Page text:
It is important to note that while the present invention has been described in the context of a fully functioning data processing system, those of ordinary skill in the art will appreciate that some of the processes associated with the present invention are capable of being distributed in the form of instructions in a computer readable medium and a variety of other forms, regardless of the particular type of signal bearing media actually used to carry out the distribution. Examples of computer readable media include media such as EPROM, ROM, tape, paper, floppy disc, hard disk drive, RAM, and CD-ROMs and transmission-type media, such as digital and analog communications links.
The description of the present invention has been presented for purposes of illustration but is not intended to be exhaustive or limited to the disclosed embodiments. Many modifications and variations will be apparent to those of ordinary skill in the art. The embodiments were chosen to explain the principles of the invention and its practical applications and to enable others of ordinary skill in the art to understand the invention in order to implement various embodiments with various modifications as might be suited to other contemplated uses.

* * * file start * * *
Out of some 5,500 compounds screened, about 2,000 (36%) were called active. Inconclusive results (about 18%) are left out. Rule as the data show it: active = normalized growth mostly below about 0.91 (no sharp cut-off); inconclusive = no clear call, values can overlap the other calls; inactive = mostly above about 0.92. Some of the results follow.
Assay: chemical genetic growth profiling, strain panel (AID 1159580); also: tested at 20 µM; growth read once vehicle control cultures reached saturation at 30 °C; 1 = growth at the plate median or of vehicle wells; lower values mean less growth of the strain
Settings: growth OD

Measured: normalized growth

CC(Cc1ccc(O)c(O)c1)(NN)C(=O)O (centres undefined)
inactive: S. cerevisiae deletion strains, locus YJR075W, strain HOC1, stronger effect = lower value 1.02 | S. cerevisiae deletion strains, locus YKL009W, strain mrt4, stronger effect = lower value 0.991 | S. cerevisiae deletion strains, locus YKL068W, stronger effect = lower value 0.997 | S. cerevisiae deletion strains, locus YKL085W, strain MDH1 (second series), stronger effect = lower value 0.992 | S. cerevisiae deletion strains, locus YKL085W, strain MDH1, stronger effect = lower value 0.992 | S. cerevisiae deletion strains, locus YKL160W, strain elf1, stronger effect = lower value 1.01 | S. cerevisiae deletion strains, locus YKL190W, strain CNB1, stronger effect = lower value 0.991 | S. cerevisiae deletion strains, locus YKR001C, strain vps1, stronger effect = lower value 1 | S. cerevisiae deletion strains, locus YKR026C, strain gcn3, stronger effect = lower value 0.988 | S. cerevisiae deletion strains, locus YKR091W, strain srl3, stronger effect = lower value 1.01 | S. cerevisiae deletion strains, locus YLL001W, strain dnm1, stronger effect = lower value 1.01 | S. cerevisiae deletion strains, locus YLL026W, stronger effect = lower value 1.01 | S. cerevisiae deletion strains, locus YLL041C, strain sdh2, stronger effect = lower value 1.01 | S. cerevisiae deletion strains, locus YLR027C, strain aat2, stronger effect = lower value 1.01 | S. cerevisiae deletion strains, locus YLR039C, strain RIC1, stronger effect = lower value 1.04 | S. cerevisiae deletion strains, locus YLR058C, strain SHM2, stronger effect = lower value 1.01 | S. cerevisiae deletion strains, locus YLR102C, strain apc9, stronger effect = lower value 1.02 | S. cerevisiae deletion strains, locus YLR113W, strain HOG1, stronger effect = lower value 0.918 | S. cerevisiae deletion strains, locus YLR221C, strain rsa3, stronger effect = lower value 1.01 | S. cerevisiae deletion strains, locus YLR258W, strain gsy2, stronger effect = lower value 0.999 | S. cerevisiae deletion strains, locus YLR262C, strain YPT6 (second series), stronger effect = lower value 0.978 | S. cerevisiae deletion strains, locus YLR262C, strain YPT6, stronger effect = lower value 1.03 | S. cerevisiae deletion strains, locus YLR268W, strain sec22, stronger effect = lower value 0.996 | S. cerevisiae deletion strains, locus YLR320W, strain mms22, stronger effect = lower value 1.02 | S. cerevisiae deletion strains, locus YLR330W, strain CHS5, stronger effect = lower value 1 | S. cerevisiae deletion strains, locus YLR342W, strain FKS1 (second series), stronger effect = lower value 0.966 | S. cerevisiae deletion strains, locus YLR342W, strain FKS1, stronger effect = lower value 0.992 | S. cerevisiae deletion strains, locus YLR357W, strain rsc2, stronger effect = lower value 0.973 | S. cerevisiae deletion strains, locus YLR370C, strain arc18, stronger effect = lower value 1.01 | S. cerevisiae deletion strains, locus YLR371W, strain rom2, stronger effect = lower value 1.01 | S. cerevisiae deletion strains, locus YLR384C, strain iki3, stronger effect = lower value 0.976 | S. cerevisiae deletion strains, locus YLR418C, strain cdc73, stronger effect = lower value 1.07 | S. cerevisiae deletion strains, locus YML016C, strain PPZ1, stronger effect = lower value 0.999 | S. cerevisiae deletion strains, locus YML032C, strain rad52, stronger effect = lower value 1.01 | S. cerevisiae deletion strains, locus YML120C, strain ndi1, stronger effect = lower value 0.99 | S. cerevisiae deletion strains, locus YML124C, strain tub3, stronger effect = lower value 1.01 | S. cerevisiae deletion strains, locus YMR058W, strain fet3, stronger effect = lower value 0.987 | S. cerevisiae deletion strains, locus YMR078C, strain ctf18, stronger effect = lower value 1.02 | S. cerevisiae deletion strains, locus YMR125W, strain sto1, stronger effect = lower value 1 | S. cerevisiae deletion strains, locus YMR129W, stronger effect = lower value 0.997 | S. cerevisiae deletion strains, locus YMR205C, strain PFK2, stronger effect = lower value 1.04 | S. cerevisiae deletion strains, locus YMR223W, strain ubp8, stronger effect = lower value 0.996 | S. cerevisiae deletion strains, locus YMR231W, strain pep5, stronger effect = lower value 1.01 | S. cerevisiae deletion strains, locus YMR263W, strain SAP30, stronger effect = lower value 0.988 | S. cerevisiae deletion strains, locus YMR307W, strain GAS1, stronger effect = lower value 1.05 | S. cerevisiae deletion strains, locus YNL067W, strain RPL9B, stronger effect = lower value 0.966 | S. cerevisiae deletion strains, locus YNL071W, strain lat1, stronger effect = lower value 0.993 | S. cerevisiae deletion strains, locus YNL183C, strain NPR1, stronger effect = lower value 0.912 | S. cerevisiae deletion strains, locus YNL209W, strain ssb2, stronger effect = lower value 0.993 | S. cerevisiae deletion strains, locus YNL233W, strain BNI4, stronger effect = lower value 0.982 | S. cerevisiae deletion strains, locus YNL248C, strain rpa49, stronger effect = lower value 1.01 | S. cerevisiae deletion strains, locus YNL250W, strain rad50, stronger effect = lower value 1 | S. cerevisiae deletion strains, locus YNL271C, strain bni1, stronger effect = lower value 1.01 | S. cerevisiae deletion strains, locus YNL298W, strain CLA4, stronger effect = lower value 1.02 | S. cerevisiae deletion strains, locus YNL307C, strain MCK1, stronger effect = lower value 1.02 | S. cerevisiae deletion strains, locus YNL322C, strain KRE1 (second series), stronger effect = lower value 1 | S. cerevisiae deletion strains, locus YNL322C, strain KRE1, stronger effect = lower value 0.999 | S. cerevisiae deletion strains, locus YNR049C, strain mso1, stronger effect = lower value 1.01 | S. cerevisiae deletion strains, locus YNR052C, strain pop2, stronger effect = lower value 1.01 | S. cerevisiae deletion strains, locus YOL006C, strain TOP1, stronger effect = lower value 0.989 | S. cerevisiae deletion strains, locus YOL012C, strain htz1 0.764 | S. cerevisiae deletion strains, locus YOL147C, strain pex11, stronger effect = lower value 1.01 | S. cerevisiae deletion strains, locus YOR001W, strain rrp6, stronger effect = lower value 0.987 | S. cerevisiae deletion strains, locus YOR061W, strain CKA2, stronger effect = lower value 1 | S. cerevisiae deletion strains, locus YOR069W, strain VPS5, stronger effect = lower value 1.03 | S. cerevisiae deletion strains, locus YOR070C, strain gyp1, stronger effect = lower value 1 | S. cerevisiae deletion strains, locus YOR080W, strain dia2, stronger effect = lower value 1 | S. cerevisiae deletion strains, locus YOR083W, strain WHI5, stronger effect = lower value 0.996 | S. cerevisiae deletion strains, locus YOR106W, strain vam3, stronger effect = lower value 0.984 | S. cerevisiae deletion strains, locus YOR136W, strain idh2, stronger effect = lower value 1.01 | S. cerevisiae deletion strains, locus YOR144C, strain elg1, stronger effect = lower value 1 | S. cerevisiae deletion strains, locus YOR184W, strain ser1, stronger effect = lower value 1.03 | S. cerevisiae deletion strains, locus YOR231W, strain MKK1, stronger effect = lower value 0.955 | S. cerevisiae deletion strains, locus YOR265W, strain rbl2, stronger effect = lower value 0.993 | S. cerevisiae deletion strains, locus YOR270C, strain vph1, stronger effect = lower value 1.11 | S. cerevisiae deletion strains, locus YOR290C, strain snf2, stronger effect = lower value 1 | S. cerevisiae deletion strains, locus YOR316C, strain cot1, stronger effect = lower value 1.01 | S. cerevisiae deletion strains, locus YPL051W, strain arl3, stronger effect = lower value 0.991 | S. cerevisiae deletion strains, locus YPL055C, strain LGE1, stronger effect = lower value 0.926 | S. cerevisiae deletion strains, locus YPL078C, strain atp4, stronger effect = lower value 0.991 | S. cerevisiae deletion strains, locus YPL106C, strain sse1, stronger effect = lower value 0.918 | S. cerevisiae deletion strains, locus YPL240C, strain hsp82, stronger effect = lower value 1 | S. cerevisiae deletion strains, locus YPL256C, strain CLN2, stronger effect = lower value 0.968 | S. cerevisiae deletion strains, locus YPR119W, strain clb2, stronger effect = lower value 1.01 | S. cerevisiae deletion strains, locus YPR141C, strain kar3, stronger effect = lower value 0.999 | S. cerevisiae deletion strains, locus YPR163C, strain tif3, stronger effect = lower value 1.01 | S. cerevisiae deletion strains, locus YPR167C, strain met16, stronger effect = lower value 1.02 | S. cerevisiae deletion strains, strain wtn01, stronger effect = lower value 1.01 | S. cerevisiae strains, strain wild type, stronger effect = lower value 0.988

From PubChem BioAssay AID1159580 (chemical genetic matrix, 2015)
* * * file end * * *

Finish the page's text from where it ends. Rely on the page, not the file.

|Cited Patent||Filing date||Publication date||Applicant||Title|
|US5440723||Jan 19, 1993||Aug 8, 1995||International Business Machines Corporation||Automatic immune system for computers and computer networks|
|US5842002||May 30, 1997||Nov 24, 1998||Quantum Leap Innovations, Inc.||Computer virus trap|
|US6088804||Jan 12, 1998||Jul 11, 2000||Motorola, Inc.||Adaptive system and method for responding to computer network security attacks|
|US6415321||Dec 29, 1998||Jul 2, 2002||Cisco Technology, Inc.||Domain mapping method and system|
|US6647400 *||Aug 30, 2000||Nov 11, 2003||Symantec Corporation||System and method for analyzing filesystems to detect intrusions|
|US6907533 *||Apr 23, 2001||Jun 14, 2005||Symantec Corporation||System and method for computer security using multiple cages|
|US6910135 *||Jul 7, 1999||Jun 21, 2005||Verizon Corporate Services Group Inc.||Method and apparatus for an intruder detection reporting and response system|
|US6981155 *||Jul 14, 2000||Dec 27, 2005||Symantec Corporation||System and method for computer security|
|US7065657 *||Aug 30, 2000||Jun 20, 2006||Symantec Corporation||Extensible intrusion detection system|
|US7107347 *||Oct 26, 2000||Sep 12, 2006||Fred Cohen||Method and apparatus for network deception/emulation|